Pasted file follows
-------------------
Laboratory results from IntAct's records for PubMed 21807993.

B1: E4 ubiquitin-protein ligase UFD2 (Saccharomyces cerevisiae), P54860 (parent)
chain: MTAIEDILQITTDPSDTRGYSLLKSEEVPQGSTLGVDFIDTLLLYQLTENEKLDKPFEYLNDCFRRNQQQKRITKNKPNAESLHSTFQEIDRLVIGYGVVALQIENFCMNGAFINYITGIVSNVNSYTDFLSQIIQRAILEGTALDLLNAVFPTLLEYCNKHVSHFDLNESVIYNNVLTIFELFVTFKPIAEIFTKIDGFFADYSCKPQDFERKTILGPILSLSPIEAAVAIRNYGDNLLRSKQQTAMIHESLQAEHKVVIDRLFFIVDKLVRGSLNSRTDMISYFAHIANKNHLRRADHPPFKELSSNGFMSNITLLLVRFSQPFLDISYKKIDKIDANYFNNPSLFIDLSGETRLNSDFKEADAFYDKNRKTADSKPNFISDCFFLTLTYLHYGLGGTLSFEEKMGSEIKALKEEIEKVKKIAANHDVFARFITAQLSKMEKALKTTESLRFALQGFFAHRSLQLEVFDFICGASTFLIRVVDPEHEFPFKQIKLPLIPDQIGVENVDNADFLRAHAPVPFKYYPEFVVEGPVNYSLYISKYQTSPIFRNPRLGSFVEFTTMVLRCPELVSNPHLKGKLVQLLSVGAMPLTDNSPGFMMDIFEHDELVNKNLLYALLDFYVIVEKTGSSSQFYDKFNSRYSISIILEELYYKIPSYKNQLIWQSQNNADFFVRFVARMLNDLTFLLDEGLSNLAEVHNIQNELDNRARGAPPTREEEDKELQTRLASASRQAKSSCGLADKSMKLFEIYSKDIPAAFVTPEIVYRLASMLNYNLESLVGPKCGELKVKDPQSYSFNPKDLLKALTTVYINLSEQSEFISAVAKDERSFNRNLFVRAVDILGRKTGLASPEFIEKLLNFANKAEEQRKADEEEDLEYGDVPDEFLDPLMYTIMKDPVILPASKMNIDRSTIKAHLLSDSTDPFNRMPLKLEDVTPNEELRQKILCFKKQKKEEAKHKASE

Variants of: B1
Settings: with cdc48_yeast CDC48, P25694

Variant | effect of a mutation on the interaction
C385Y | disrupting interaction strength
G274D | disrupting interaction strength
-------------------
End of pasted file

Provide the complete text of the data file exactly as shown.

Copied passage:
Laboratory results from IntAct's records for PubMed 21807993.

B1: E4 ubiquitin-protein ligase UFD2 (Saccharomyces cerevisiae), P54860 (parent)
chain: MTAIEDILQITTDPSDTRGYSLLKSEEVPQGSTLGVDFIDTLLLYQLTENEKLDKPFEYLNDCFRRNQQQKRITKNKPNAESLHSTFQEIDRLVIGYGVVALQIENFCMNGAFINYITGIVSNVNSYTDFLSQIIQRAILEGTALDLLNAVFPTLLEYCNKHVSHFDLNESVIYNNVLTIFELFVTFKPIAEIFTKIDGFFADYSCKPQDFERKTILGPILSLSPIEAAVAIRNYGDNLLRSKQQTAMIHESLQAEHKVVIDRLFFIVDKLVRGSLNSRTDMISYFAHIANKNHLRRADHPPFKELSSNGFMSNITLLLVRFSQPFLDISYKKIDKIDANYFNNPSLFIDLSGETRLNSDFKEADAFYDKNRKTADSKPNFISDCFFLTLTYLHYGLGGTLSFEEKMGSEIKALKEEIEKVKKIAANHDVFARFITAQLSKMEKALKTTESLRFALQGFFAHRSLQLEVFDFICGASTFLIRVVDPEHEFPFKQIKLPLIPDQIGVENVDNADFLRAHAPVPFKYYPEFVVEGPVNYSLYISKYQTSPIFRNPRLGSFVEFTTMVLRCPELVSNPHLKGKLVQLLSVGAMPLTDNSPGFMMDIFEHDELVNKNLLYALLDFYVIVEKTGSSSQFYDKFNSRYSISIILEELYYKIPSYKNQLIWQSQNNADFFVRFVARMLNDLTFLLDEGLSNLAEVHNIQNELDNRARGAPPTREEEDKELQTRLASASRQAKSSCGLADKSMKLFEIYSKDIPAAFVTPEIVYRLASMLNYNLESLVGPKCGELKVKDPQSYSFNPKDLLKALTTVYINLSEQSEFISAVAKDERSFNRNLFVRAVDILGRKTGLASPEFIEKLLNFANKAEEQRKADEEEDLEYGDVPDEFLDPLMYTIMKDPVILPASKMNIDRSTIKAHLLSDSTDPFNRMPLKLEDVTPNEELRQKILCFKKQKKEEAKHKASE

Variants of: B1
Settings: with cdc48_yeast CDC48, P25694

Variant | effect of a mutation on the interaction
C385Y | disrupting interaction strength
G274D | disrupting interaction strength